The other thing I found when I was there was that the Childs had created this binder that they kept in the house. When you think about it, it’s very common if you’ve ever rented, borrowed someone’s house, like their vacation house, there might be some materials about everything you need to know about how to turn on the heat, here’s how the laundry machine works, here’s the closest place to buy bread or whatever it is. So this is the Julia Child’s version of that and they called it the Black Book. It was just sort of their notes on their favorite place to buy groceries, here’s the complicated way you have to use their oven, here’s the reminder about always put the wicker furniture back. It’s all of their directions, very, very detailed about everything about that house.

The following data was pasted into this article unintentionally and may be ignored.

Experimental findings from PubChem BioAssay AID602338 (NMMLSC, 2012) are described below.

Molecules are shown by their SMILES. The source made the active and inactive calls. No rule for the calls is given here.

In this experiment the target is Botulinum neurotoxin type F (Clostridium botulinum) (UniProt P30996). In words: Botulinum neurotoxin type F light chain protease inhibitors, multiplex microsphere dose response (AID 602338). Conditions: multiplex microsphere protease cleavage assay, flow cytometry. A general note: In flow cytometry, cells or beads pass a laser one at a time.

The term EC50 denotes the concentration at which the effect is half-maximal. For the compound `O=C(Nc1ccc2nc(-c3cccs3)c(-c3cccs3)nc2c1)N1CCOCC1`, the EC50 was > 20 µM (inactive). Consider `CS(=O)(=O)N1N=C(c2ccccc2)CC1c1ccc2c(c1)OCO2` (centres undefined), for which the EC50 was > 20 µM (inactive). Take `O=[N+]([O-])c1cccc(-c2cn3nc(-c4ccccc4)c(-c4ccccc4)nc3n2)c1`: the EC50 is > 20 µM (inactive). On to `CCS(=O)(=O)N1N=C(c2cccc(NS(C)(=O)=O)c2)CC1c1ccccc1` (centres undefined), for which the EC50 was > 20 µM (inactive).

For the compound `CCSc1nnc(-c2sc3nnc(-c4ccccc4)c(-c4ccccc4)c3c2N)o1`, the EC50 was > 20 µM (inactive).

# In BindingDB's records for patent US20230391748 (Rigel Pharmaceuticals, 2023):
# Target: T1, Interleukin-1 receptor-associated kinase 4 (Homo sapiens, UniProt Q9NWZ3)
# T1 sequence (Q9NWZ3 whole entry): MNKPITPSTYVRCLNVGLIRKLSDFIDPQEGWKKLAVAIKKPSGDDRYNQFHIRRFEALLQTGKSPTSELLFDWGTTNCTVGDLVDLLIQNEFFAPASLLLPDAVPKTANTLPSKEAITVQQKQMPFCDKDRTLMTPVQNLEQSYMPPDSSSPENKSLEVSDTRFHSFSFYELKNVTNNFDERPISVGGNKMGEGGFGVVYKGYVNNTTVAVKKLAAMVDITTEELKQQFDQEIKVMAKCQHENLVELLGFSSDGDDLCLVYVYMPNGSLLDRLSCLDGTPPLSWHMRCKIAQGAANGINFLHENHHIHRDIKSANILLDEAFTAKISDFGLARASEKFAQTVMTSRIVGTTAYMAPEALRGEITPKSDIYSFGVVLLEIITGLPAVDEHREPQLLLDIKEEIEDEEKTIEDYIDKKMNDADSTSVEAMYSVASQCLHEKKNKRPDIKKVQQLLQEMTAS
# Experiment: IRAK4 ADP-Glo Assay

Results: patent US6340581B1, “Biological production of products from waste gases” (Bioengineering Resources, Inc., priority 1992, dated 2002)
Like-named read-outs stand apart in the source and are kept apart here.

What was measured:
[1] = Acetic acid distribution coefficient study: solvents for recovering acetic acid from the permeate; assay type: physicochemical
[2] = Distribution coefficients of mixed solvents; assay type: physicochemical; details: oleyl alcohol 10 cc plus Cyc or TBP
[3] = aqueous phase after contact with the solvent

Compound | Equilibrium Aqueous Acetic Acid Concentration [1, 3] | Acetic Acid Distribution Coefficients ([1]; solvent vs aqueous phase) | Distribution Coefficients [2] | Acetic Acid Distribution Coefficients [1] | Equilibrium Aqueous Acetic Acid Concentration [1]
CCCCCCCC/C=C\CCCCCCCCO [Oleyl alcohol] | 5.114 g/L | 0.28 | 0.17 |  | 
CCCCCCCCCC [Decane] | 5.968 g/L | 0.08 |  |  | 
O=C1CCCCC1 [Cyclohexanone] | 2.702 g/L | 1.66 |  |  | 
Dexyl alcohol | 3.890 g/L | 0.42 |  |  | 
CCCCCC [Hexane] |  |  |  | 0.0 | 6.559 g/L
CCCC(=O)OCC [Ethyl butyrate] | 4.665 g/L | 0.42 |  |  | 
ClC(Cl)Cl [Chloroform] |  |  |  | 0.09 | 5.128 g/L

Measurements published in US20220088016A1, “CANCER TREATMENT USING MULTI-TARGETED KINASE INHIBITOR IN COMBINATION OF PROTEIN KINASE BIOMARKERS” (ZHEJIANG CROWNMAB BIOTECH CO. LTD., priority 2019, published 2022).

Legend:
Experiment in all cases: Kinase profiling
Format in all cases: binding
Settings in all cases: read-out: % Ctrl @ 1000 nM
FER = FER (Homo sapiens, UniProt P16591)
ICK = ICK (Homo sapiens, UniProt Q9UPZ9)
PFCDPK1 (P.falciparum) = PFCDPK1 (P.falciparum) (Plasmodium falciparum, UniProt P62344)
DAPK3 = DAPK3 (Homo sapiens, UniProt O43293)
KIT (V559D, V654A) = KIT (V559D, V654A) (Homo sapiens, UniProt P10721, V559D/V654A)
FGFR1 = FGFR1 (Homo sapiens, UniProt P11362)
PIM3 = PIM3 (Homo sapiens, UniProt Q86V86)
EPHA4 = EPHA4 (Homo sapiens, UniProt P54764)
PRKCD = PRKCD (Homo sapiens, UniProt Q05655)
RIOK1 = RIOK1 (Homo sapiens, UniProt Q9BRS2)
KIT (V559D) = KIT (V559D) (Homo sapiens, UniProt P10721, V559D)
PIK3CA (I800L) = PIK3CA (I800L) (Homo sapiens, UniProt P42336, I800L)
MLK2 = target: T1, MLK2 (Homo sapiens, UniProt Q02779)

Of course, it was totally out of date. Even when I’m looking at it, it’s from the 70s, it had last been updated in the early 80s or something like that. Nevertheless, a fascinating window into the life of the house, the Childs and the way that they lived when they were there. Which is very different than how they were in Cambridge. In Cambridge, she’s a huge TV star and they are constantly busy. Whereas in Provence, she’s on vacation and it’s much more relaxed.
BAF: It must be quite funny to work in that kitchen.